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Originally written by Anna Jordan on Small Business

Optimism has grown since lockdown restrictions have started to ease, but businesses are still worried about the months ahead.

The British Chambers of Commerce (BCC) has created a report outlining proposals to help businesses build back stronger.

It focuses on five key areas:

  • Manage the virus response in a way that helps businesses survive and thrive
  • Economic health and investment
  • Build an ambitious global trade strategy
  • Skills for the jobs of today and tomorrow
  • Invest in the places where we live, work, study and play

Let’s see what they had to say.

>See also: Sunak ignores small business pleas for more help to get through lockdown

Manage the virus response in a way that helps businesses survive and thrive

UK-wide co-ordination of virus management and recovery, ensuring consistency of approach across nations

Set out a long-term Coronavirus testing strategy so businesses can plan with confidence

Set out contingency plans for future virus response so businesses can invest in their future with confidence

Economic health and investment

Require lenders to accept requests from Coronavirus Business Interruption Loan customers for the term of their loans to be extended from six to up to ten years

Introduce a blended approach to businesses’ Coronavirus-related debt, including a student-loan style option, so firms only pay back debt accrued as a result of the pandemic when they have reached a threshold of profitability

Expand the super deduction as an investment incentive so more and different firms can take advantage of the scheme

Double the investment in start-up loans from £250m to £500m to meet anticipated demand from new business start-ups

Build on the progress to date and work with Accredited Chambers to deliver a Shared Prosperity Fund which has a clear purpose and role for business, takes account of in-depth local knowledge and which is designed and capitalised to deliver real-world improvements.

It is vital that the Community Renewal Funds are taken forward as quickly as possible. To deliver the maximum impact for regional prosperity, the government must work carefully with Accredited Chambers of Commerce and other business groups from those areas.

Finally, the UK Shared Prosperity Fund must be capitalised to match all the previous structural and investment funding, including ‘match’ funding by the UK government and Local Authorities.

Build an ambitious global trade strategy

Review new processes resulting from the Trade and Co-operation Agreement (TCA) and work with the EU to simplify/streamline, in order to reduce the burden of paperwork and prevent delays. Focus initially on areas where businesses have the greatest difficulty, such as VAT and Rules of Origin.

Enhance the SME Brexit Support Fund by increasing the maximum payment per company to significantly above the current threshold of £2,000 and extending the scheme to June 30 2022.

Build a coalition of support around a UK trade and investment strategy, bringing together the network of public and private sector organisations working in this space around a shared ambition and shared goals.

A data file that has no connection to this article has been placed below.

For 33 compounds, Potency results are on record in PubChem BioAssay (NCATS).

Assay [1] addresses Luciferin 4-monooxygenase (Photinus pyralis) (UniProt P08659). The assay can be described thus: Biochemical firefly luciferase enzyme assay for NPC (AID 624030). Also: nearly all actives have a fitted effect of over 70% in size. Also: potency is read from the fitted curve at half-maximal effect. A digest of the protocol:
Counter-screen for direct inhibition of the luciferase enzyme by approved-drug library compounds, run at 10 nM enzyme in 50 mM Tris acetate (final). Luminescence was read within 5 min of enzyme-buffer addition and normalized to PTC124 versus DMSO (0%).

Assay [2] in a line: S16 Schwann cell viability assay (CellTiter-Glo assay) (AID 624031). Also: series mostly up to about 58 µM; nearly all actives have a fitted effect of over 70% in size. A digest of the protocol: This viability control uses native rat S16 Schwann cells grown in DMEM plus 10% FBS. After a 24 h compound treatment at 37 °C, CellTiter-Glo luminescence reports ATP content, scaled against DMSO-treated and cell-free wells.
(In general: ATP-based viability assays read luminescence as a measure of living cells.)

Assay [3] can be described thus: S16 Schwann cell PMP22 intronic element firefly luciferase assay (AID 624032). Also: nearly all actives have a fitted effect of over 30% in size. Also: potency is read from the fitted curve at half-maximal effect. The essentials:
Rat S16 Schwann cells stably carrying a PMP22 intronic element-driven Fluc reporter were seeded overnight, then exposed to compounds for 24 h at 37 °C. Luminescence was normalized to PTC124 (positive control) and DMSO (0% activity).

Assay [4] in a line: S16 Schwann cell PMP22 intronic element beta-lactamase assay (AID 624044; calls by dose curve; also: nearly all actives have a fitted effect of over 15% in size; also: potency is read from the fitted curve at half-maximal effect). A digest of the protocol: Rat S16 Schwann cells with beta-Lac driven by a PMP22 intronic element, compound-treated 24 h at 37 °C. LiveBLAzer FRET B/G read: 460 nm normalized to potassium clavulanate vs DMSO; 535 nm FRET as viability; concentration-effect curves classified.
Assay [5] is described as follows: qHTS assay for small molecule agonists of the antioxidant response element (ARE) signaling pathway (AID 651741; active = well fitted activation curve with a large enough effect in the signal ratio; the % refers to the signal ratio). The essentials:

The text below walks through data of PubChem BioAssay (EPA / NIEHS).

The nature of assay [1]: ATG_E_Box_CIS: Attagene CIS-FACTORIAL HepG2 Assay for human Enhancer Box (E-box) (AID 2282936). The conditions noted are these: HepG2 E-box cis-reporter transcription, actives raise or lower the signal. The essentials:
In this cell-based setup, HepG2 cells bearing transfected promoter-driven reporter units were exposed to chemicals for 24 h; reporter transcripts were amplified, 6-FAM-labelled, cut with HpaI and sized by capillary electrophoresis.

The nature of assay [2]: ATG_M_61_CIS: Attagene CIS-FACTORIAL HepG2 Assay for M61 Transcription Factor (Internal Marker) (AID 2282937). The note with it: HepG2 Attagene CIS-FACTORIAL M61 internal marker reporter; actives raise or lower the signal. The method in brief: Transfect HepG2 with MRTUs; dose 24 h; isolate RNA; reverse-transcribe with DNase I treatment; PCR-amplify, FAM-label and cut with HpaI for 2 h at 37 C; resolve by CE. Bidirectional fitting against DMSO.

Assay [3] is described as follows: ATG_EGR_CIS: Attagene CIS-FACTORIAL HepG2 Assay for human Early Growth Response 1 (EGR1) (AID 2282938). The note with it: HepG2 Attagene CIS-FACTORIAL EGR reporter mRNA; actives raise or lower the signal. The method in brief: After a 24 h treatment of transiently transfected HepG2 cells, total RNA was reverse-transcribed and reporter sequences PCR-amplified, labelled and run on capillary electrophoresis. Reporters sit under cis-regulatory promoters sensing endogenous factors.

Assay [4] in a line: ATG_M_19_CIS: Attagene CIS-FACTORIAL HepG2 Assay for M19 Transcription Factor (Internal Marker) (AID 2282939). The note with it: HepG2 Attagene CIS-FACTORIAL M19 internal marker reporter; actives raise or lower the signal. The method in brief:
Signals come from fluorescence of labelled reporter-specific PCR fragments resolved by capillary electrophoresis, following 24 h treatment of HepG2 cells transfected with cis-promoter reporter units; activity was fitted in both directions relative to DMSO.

Skills for the jobs of today and tomorrow

Deliver on the recommendations of the Workplace Training and Development Commission, including:

  • Enabling SMEs to understand their own skills needs and identify and invest in the right training options for their teams
  • Rapid roll out of the Local Skills Improvement Plan process across England
  • Increased access to digital skills training and bespoke support for digitisation of processes and automation
  • Access to modular, ‘bite-size’ units of accredited learning to help adults gain new skills more quickly
  • Support for individuals to retrain for sustainable careers, including the provision of an all-age, high quality careers information, advice and guidance service

Ensure young people who have left school have access to training which enables them to catch up on lost learning, including essential maths, English and digital skills, as well as the softer employability skills such as communication, teamwork and resilience.

Expand funding for technical qualifications, including funding for the National Skills Fund to £6bn.

Reform the rules governing the right for foreign nationals to work in the UK by expanding the Shortage Occupation List (‘SOL’) for at least 12 months for sectors where we face immediate labour shortages, such as care workers, and by extending the Seasonal Workers Pilot.

Extend incentive payments to employers to encourage the take up of key programmes designed to give young people the skills and experience they will need.

Invest in the places where we live, work, study and play

Deliver an infrastructure revolution which creates jobs, opens up opportunities to access training and work, and increases greener transport – this should include completion in full of the HS2 ‘Y’ network

Go further than the outcome of the Williams-Shapps Plan and introduce truly flexible fares that work for passengers, whatever their travel needs

Support regional airport capacity by providing a 12-month Business Rates holiday while they get back on their feet, by reinstating the VAT Retail Export Scheme and by reducing the cost of testing for international travellers.

Simplify childcare funding by introducing a childcare budget for every family, giving them the freedom to choose the right model for their individual circumstances and the support needed for parents to work.

Read more

6 tips to help you maintain your online presence post-pandemic

The BCC is calling on the government to help businesses rebuild



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